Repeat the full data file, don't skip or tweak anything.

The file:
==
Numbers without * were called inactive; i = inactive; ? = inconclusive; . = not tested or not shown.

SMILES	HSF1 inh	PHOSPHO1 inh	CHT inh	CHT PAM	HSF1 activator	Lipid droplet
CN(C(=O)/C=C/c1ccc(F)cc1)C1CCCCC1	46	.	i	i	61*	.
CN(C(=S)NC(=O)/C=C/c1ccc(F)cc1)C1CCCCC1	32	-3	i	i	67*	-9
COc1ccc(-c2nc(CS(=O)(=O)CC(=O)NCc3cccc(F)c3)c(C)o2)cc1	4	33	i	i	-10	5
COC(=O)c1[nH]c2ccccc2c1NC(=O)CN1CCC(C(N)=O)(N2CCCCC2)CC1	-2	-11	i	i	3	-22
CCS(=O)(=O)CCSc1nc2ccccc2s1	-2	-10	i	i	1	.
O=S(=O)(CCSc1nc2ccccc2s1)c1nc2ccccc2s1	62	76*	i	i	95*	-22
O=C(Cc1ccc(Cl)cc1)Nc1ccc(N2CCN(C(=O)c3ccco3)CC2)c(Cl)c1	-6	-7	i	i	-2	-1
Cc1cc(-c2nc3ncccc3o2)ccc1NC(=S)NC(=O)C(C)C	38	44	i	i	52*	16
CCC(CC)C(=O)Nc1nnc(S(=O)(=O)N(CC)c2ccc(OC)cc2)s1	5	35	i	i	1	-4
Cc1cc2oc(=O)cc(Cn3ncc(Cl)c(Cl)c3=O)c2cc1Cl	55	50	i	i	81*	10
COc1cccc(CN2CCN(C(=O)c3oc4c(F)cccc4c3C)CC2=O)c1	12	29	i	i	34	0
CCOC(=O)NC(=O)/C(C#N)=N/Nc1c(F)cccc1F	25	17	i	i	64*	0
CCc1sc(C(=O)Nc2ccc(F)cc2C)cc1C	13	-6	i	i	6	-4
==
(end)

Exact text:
Numbers without * were called inactive; i = inactive; ? = inconclusive; . = not tested or not shown.

SMILES	HSF1 inh	PHOSPHO1 inh	CHT inh	CHT PAM	HSF1 activator	Lipid droplet
CN(C(=O)/C=C/c1ccc(F)cc1)C1CCCCC1	46	.	i	i	61*	.
CN(C(=S)NC(=O)/C=C/c1ccc(F)cc1)C1CCCCC1	32	-3	i	i	67*	-9
COc1ccc(-c2nc(CS(=O)(=O)CC(=O)NCc3cccc(F)c3)c(C)o2)cc1	4	33	i	i	-10	5
COC(=O)c1[nH]c2ccccc2c1NC(=O)CN1CCC(C(N)=O)(N2CCCCC2)CC1	-2	-11	i	i	3	-22
CCS(=O)(=O)CCSc1nc2ccccc2s1	-2	-10	i	i	1	.
O=S(=O)(CCSc1nc2ccccc2s1)c1nc2ccccc2s1	62	76*	i	i	95*	-22
O=C(Cc1ccc(Cl)cc1)Nc1ccc(N2CCN(C(=O)c3ccco3)CC2)c(Cl)c1	-6	-7	i	i	-2	-1
Cc1cc(-c2nc3ncccc3o2)ccc1NC(=S)NC(=O)C(C)C	38	44	i	i	52*	16
CCC(CC)C(=O)Nc1nnc(S(=O)(=O)N(CC)c2ccc(OC)cc2)s1	5	35	i	i	1	-4
Cc1cc2oc(=O)cc(Cn3ncc(Cl)c(Cl)c3=O)c2cc1Cl	55	50	i	i	81*	10
COc1cccc(CN2CCN(C(=O)c3oc4c(F)cccc4c3C)CC2=O)c1	12	29	i	i	34	0
CCOC(=O)NC(=O)/C(C#N)=N/Nc1c(F)cccc1F	25	17	i	i	64*	0
CCc1sc(C(=O)Nc2ccc(F)cc2C)cc1C	13	-6	i	i	6	-4